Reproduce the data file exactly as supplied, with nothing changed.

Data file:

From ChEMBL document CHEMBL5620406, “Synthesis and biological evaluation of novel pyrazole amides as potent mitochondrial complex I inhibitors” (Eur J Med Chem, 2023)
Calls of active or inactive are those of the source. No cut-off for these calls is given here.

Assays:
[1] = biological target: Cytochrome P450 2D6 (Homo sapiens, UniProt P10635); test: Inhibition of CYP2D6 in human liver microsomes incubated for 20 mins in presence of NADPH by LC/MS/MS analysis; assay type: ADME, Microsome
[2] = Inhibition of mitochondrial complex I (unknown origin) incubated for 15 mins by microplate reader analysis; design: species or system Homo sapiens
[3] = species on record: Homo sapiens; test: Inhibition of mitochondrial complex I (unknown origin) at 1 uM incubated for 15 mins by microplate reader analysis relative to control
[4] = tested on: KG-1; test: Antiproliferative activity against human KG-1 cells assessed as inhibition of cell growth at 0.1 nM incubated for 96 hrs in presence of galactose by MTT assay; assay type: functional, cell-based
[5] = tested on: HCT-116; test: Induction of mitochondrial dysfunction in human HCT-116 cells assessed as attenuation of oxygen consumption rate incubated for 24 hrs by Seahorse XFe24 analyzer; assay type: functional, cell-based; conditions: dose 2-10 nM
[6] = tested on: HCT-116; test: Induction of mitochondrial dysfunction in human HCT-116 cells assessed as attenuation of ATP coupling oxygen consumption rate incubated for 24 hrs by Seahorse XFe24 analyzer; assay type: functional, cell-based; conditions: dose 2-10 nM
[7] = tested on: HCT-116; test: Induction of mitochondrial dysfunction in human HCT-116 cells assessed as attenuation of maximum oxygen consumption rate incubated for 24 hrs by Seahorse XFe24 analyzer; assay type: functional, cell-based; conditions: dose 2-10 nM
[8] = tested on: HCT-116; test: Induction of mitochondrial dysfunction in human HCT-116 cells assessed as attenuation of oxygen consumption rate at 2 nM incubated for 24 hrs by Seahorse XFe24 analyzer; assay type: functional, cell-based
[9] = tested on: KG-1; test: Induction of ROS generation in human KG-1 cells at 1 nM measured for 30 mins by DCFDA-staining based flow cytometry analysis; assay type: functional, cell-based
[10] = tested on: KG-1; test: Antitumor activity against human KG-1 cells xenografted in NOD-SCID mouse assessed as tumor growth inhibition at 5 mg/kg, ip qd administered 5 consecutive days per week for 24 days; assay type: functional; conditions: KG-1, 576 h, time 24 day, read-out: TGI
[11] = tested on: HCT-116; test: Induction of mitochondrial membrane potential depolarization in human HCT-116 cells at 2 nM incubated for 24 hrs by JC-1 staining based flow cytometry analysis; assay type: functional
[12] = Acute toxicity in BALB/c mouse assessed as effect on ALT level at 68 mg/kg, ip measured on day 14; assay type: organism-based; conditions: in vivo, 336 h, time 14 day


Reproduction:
From ChEMBL document CHEMBL5620406, “Synthesis and biological evaluation of novel pyrazole amides as potent mitochondrial complex I inhibitors” (Eur J Med Chem, 2023)
Calls of active or inactive are those of the source. No cut-off for these calls is given here.

Assays:
[1] = biological target: Cytochrome P450 2D6 (Homo sapiens, UniProt P10635); test: Inhibition of CYP2D6 in human liver microsomes incubated for 20 mins in presence of NADPH by LC/MS/MS analysis; assay type: ADME, Microsome
[2] = Inhibition of mitochondrial complex I (unknown origin) incubated for 15 mins by microplate reader analysis; design: species or system Homo sapiens
[3] = species on record: Homo sapiens; test: Inhibition of mitochondrial complex I (unknown origin) at 1 uM incubated for 15 mins by microplate reader analysis relative to control
[4] = tested on: KG-1; test: Antiproliferative activity against human KG-1 cells assessed as inhibition of cell growth at 0.1 nM incubated for 96 hrs in presence of galactose by MTT assay; assay type: functional, cell-based
[5] = tested on: HCT-116; test: Induction of mitochondrial dysfunction in human HCT-116 cells assessed as attenuation of oxygen consumption rate incubated for 24 hrs by Seahorse XFe24 analyzer; assay type: functional, cell-based; conditions: dose 2-10 nM
[6] = tested on: HCT-116; test: Induction of mitochondrial dysfunction in human HCT-116 cells assessed as attenuation of ATP coupling oxygen consumption rate incubated for 24 hrs by Seahorse XFe24 analyzer; assay type: functional, cell-based; conditions: dose 2-10 nM
[7] = tested on: HCT-116; test: Induction of mitochondrial dysfunction in human HCT-116 cells assessed as attenuation of maximum oxygen consumption rate incubated for 24 hrs by Seahorse XFe24 analyzer; assay type: functional, cell-based; conditions: dose 2-10 nM
[8] = tested on: HCT-116; test: Induction of mitochondrial dysfunction in human HCT-116 cells assessed as attenuation of oxygen consumption rate at 2 nM incubated for 24 hrs by Seahorse XFe24 analyzer; assay type: functional, cell-based
[9] = tested on: KG-1; test: Induction of ROS generation in human KG-1 cells at 1 nM measured for 30 mins by DCFDA-staining based flow cytometry analysis; assay type: functional, cell-based
[10] = tested on: KG-1; test: Antitumor activity against human KG-1 cells xenografted in NOD-SCID mouse assessed as tumor growth inhibition at 5 mg/kg, ip qd administered 5 consecutive days per week for 24 days; assay type: functional; conditions: KG-1, 576 h, time 24 day, read-out: TGI
[11] = tested on: HCT-116; test: Induction of mitochondrial membrane potential depolarization in human HCT-116 cells at 2 nM incubated for 24 hrs by JC-1 staining based flow cytometry analysis; assay type: functional
[12] = Acute toxicity in BALB/c mouse assessed as effect on ALT level at 68 mg/kg, ip measured on day 14; assay type: organism-based; conditions: in vivo, 336 h, time 14 day